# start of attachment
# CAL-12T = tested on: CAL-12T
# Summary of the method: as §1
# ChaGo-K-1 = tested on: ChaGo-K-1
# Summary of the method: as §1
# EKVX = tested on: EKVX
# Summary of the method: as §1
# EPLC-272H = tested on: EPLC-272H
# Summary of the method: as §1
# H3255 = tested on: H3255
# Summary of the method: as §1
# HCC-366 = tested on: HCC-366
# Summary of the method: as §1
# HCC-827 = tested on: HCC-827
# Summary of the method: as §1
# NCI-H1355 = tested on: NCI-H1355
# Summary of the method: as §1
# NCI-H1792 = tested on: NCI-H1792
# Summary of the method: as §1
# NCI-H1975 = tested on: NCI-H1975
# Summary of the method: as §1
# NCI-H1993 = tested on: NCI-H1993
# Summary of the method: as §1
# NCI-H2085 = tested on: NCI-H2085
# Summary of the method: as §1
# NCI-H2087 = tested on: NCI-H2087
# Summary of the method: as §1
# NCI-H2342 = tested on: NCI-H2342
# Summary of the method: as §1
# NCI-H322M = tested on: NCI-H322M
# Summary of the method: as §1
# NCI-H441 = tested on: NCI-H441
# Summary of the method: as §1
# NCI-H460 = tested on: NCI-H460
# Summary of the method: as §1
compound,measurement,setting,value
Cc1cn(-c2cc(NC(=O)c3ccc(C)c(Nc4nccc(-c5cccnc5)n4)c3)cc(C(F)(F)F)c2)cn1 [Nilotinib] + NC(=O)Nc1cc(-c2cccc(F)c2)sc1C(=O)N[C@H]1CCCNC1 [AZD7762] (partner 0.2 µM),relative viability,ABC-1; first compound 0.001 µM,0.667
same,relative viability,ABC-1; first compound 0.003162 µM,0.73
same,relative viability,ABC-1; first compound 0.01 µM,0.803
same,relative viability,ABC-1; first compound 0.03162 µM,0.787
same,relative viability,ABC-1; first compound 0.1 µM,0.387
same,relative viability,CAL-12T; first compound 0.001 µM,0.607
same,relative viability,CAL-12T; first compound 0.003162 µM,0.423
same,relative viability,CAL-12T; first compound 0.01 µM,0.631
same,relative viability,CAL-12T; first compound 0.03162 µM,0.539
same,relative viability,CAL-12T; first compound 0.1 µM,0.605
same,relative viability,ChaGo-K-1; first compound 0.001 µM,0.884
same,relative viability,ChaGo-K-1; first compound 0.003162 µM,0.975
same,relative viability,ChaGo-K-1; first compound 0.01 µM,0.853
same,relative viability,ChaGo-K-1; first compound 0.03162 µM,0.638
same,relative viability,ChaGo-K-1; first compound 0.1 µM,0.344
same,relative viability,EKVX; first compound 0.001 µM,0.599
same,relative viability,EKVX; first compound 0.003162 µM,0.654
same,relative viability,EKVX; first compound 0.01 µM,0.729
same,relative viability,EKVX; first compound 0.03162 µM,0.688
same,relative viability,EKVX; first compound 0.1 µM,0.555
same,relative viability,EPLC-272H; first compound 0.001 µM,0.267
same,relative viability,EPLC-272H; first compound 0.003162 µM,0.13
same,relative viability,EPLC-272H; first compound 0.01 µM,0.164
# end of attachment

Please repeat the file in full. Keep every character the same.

# CAL-12T = tested on: CAL-12T
# Summary of the method: as §1
# ChaGo-K-1 = tested on: ChaGo-K-1
# Summary of the method: as §1
# EKVX = tested on: EKVX
# Summary of the method: as §1
# EPLC-272H = tested on: EPLC-272H
# Summary of the method: as §1
# H3255 = tested on: H3255
# Summary of the method: as §1
# HCC-366 = tested on: HCC-366
# Summary of the method: as §1
# HCC-827 = tested on: HCC-827
# Summary of the method: as §1
# NCI-H1355 = tested on: NCI-H1355
# Summary of the method: as §1
# NCI-H1792 = tested on: NCI-H1792
# Summary of the method: as §1
# NCI-H1975 = tested on: NCI-H1975
# Summary of the method: as §1
# NCI-H1993 = tested on: NCI-H1993
# Summary of the method: as §1
# NCI-H2085 = tested on: NCI-H2085
# Summary of the method: as §1
# NCI-H2087 = tested on: NCI-H2087
# Summary of the method: as §1
# NCI-H2342 = tested on: NCI-H2342
# Summary of the method: as §1
# NCI-H322M = tested on: NCI-H322M
# Summary of the method: as §1
# NCI-H441 = tested on: NCI-H441
# Summary of the method: as §1
# NCI-H460 = tested on: NCI-H460
# Summary of the method: as §1
compound,measurement,setting,value
Cc1cn(-c2cc(NC(=O)c3ccc(C)c(Nc4nccc(-c5cccnc5)n4)c3)cc(C(F)(F)F)c2)cn1 [Nilotinib] + NC(=O)Nc1cc(-c2cccc(F)c2)sc1C(=O)N[C@H]1CCCNC1 [AZD7762] (partner 0.2 µM),relative viability,ABC-1; first compound 0.001 µM,0.667
same,relative viability,ABC-1; first compound 0.003162 µM,0.73
same,relative viability,ABC-1; first compound 0.01 µM,0.803
same,relative viability,ABC-1; first compound 0.03162 µM,0.787
same,relative viability,ABC-1; first compound 0.1 µM,0.387
same,relative viability,CAL-12T; first compound 0.001 µM,0.607
same,relative viability,CAL-12T; first compound 0.003162 µM,0.423
same,relative viability,CAL-12T; first compound 0.01 µM,0.631
same,relative viability,CAL-12T; first compound 0.03162 µM,0.539
same,relative viability,CAL-12T; first compound 0.1 µM,0.605
same,relative viability,ChaGo-K-1; first compound 0.001 µM,0.884
same,relative viability,ChaGo-K-1; first compound 0.003162 µM,0.975
same,relative viability,ChaGo-K-1; first compound 0.01 µM,0.853
same,relative viability,ChaGo-K-1; first compound 0.03162 µM,0.638
same,relative viability,ChaGo-K-1; first compound 0.1 µM,0.344
same,relative viability,EKVX; first compound 0.001 µM,0.599
same,relative viability,EKVX; first compound 0.003162 µM,0.654
same,relative viability,EKVX; first compound 0.01 µM,0.729
same,relative viability,EKVX; first compound 0.03162 µM,0.688
same,relative viability,EKVX; first compound 0.1 µM,0.555
same,relative viability,EPLC-272H; first compound 0.001 µM,0.267
same,relative viability,EPLC-272H; first compound 0.003162 µM,0.13
same,relative viability,EPLC-272H; first compound 0.01 µM,0.164